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Henning Larsen Architects Wins Green GOOD Design Award

Henning Larsen Architects wins the international prestigious design prize for the extraordinary environmental performance and aesthetics of the university campus in Kolding.

Internationally recognized Scandinavian architecture firm Henning Larsen Architects announced today that its design for SDU University of Southern Denmark, Campus Kolding has received the 2016 Green GOOD DESIGN award from the European Centre for Architecture, Art, Design, and Urban Studies and The Chicago Athenaeum: Museum of Architecture and Design.

“At Henning Larsen, we are dedicated to a holistic approach to architecture, one that puts people, space, and daylight first. To be recognized with a Green GOOD DESIGN Award underscores our commitment to building environments that benefit the community and bring value to our clients.” said added Becker.said Louis Becker, Principal Partner, Design Director of Henning Larsen Architects.

“Physical surroundings and educational achievements are not separate—they’re interdependent. A successful educational building also enriches its users, fosters community, and improves the daily lives of students and teachers.” added Becker.

Adaptive building facade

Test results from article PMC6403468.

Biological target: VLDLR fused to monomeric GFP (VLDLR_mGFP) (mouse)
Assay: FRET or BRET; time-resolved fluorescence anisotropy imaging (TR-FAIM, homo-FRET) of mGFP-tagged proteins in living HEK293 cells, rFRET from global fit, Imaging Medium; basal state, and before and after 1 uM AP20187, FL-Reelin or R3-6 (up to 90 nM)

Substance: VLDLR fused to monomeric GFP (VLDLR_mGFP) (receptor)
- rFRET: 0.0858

The Kolding Campus building features an intelligent, perforated metal façade that automatically adjusts to different daylight scenarios and optimizes the balance between natural and artificial light in the building. Additional sustainable design elements include a combined heating and cooling pump that uses ground water to regulate the temperature throughout the building and natural nighttime ventilation of the central atrium. The first low-energy university in Denmark, the project has won multiple design awards, including the LEAF Award for Best Sustainable Development of the Year.

Invoking sustainable design strategies has become the norm for many global architecture firms, but Becker says the difference between Danish-designed sustainable architecture and that of architects from other nations is that sustainability is inherent in the Danish culture.

“The Danish model has always been sustainable because of the way we live,” said Becker. “We think about sustainability in a passive way—such as site orientation and a sensibility to light and space—at the start of the design process. Today, combined with modern technology we can optimize buildings and document results.”

Recognising best practices

Green GOOD DESIGN recognizes the world’s most important examples of sustainable design and fosters public awareness about companies that exemplify the highest standards for ecologically-oriented design practice. Prominent global manufacturers and Fortune 500 companies utilize the Museum’s GOOD DESIGN logo as a “seal of approval” for meeting the industry’s highest standard for Design Excellence. This year’s competition drew hundreds of entries from more than 20 countries.
Campus Kolding will be featured in a traveling exhibition of 2016 Green GOOD DESIGN winners, which will open in June 2016 in Athens, Greece.

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